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Supreme Court Confirms Standards for ERISA’s Church Plan Exception

In a clear win for religiously-affiliated employers, including hospital systems and educational institutions, a unanimous Supreme Court found that a statutory exception to ERISA’s requirements for “church plans” applies to plans that are maintained by tax-exempt entities affiliated with churches in Advocate Health Care Network v. Stapleton.

The employee benefit plans at issue provided pension benefits to employees of health systems and hospitals that were affiliated with churches. For decades, the plans relied on the church plan exception to ERISA’s rules contained in Section 4(b)(2) of ERISA. That provision exempts church plans from many of ERISA’s requirements, including minimum funding requirements for pension plans. The IRS, Department of Labor and PBGC had all recognized that such plans met the requirements for church plan status.

Recent litigation had challenged this status quo, claiming that the plans were established by health systemsnot churchesand therefore ineligible for the church plan exemption. Several circuit Courts of Appeal had adopted that standard for determining whether a plan was in fact eligible for the exception. The Supreme Court, however, confirmed the church plan status for such plans in its application of the statutory text. The Court’s holding was consistent with 35 years of guidance and hundreds of IRS and Department of Labor rulings on this topic, many of which had been relied upon by sponsors of the plans in structuring their employee benefit programs.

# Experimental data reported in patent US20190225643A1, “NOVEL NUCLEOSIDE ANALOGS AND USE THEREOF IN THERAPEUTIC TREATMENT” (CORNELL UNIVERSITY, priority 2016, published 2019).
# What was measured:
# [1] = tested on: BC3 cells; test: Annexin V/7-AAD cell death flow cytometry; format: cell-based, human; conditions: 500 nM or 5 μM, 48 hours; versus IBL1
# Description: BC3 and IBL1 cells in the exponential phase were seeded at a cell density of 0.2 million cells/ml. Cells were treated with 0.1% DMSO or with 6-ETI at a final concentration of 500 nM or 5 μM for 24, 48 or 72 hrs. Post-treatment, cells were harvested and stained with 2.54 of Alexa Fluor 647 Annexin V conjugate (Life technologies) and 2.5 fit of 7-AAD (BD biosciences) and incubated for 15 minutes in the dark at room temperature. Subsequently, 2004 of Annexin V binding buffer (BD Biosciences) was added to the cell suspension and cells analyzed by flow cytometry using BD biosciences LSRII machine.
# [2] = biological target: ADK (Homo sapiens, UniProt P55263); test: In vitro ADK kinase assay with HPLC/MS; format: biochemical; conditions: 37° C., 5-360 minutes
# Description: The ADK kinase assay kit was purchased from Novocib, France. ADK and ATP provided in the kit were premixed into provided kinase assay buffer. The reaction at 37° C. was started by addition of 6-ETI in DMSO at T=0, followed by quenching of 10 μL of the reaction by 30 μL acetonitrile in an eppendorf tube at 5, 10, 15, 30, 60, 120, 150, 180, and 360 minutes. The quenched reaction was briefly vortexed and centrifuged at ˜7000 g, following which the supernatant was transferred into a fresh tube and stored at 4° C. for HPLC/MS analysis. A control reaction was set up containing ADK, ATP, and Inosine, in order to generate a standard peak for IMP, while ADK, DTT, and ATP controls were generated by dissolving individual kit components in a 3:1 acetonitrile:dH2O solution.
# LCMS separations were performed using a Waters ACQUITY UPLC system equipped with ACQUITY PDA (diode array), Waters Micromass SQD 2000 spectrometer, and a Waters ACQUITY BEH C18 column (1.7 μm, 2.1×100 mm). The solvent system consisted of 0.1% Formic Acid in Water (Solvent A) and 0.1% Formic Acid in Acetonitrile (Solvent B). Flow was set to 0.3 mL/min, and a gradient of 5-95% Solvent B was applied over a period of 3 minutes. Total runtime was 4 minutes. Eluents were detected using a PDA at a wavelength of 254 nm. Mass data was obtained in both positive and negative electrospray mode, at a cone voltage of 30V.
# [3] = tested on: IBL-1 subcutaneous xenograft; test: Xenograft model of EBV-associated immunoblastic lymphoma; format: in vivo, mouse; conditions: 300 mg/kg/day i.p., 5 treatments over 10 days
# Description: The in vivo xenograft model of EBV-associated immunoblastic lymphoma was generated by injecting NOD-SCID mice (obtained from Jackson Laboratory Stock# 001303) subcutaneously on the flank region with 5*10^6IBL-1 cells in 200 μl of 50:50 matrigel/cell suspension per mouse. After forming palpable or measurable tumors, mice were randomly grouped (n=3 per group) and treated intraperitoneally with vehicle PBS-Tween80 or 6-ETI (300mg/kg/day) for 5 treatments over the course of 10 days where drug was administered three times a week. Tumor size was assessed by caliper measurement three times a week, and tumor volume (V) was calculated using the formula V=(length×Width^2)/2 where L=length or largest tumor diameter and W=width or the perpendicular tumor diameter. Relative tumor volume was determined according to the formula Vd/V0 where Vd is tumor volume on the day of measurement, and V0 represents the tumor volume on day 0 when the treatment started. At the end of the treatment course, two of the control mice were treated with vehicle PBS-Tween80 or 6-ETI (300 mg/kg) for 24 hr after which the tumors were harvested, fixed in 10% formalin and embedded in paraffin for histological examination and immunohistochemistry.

To qualify for the exception, a plan still must be “maintained by an organization . . . the principal purpose . . . of which is the administration or funding of [such] plan . . . for the employees of a church . . . , if such organization is controlled by or associated with a church.” Thus, plan sponsors should ensure that their plans are maintained by an administrative committee or other body whose principal purpose is to administer the plan and which is controlled by or associated with a church. Assuming that standard is met, church plan status should be permitted, thereby exempting the plan from many of ERISA’s strict requirements.

This was a critical decision for many pension plans sponsored by church-affiliated entities, allowing them to avoid hundreds of millions of dollars in funding requirements. It also will help to resolve dozens of class action claims brought by plaintiff-employees who were attacking church plan status of their employer’s plans.

Please contact Tony Antognoli or your regular Hinshaw attorney with any questions regarding the application of this decision.

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